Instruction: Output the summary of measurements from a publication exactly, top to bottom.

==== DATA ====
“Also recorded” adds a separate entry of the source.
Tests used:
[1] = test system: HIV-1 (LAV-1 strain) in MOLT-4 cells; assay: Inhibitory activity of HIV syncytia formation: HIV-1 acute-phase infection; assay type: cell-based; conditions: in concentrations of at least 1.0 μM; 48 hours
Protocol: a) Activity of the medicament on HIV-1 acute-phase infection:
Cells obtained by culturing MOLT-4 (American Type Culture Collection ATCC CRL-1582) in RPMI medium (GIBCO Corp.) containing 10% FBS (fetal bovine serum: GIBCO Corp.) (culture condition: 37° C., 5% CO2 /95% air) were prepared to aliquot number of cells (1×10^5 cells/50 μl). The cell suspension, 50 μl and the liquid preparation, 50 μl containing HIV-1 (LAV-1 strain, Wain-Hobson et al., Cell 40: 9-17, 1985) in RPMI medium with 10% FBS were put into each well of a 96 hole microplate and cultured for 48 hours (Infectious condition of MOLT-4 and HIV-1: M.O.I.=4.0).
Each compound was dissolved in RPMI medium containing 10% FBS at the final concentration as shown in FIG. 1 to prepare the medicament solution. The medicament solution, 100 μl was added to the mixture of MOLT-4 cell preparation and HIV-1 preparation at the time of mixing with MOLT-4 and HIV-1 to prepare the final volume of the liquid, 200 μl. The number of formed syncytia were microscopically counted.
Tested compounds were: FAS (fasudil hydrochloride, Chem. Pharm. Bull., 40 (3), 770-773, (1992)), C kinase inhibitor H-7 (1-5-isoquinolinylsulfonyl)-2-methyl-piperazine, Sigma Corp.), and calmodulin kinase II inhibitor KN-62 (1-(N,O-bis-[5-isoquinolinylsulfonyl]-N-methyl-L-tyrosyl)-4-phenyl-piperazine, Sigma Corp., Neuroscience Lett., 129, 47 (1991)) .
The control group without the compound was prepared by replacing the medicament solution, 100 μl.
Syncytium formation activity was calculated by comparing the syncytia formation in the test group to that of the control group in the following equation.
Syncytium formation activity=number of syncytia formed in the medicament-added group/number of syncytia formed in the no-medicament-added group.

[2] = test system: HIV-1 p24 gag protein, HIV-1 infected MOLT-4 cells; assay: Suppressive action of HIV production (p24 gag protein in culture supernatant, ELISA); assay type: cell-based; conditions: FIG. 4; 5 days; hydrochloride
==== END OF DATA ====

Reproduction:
“Also recorded” adds a separate entry of the source.
Tests used:
[1] = test system: HIV-1 (LAV-1 strain) in MOLT-4 cells; assay: Inhibitory activity of HIV syncytia formation: HIV-1 acute-phase infection; assay type: cell-based; conditions: in concentrations of at least 1.0 μM; 48 hours
Protocol: a) Activity of the medicament on HIV-1 acute-phase infection:
Cells obtained by culturing MOLT-4 (American Type Culture Collection ATCC CRL-1582) in RPMI medium (GIBCO Corp.) containing 10% FBS (fetal bovine serum: GIBCO Corp.) (culture condition: 37° C., 5% CO2 /95% air) were prepared to aliquot number of cells (1×10^5 cells/50 μl). The cell suspension, 50 μl and the liquid preparation, 50 μl containing HIV-1 (LAV-1 strain, Wain-Hobson et al., Cell 40: 9-17, 1985) in RPMI medium with 10% FBS were put into each well of a 96 hole microplate and cultured for 48 hours (Infectious condition of MOLT-4 and HIV-1: M.O.I.=4.0).
Each compound was dissolved in RPMI medium containing 10% FBS at the final concentration as shown in FIG. 1 to prepare the medicament solution. The medicament solution, 100 μl was added to the mixture of MOLT-4 cell preparation and HIV-1 preparation at the time of mixing with MOLT-4 and HIV-1 to prepare the final volume of the liquid, 200 μl. The number of formed syncytia were microscopically counted.
Tested compounds were: FAS (fasudil hydrochloride, Chem. Pharm. Bull., 40 (3), 770-773, (1992)), C kinase inhibitor H-7 (1-5-isoquinolinylsulfonyl)-2-methyl-piperazine, Sigma Corp.), and calmodulin kinase II inhibitor KN-62 (1-(N,O-bis-[5-isoquinolinylsulfonyl]-N-methyl-L-tyrosyl)-4-phenyl-piperazine, Sigma Corp., Neuroscience Lett., 129, 47 (1991)) .
The control group without the compound was prepared by replacing the medicament solution, 100 μl.
Syncytium formation activity was calculated by comparing the syncytia formation in the test group to that of the control group in the following equation.
Syncytium formation activity=number of syncytia formed in the medicament-added group/number of syncytia formed in the no-medicament-added group.

[2] = test system: HIV-1 p24 gag protein, HIV-1 infected MOLT-4 cells; assay: Suppressive action of HIV production (p24 gag protein in culture supernatant, ELISA); assay type: cell-based; conditions: FIG. 4; 5 days; hydrochloride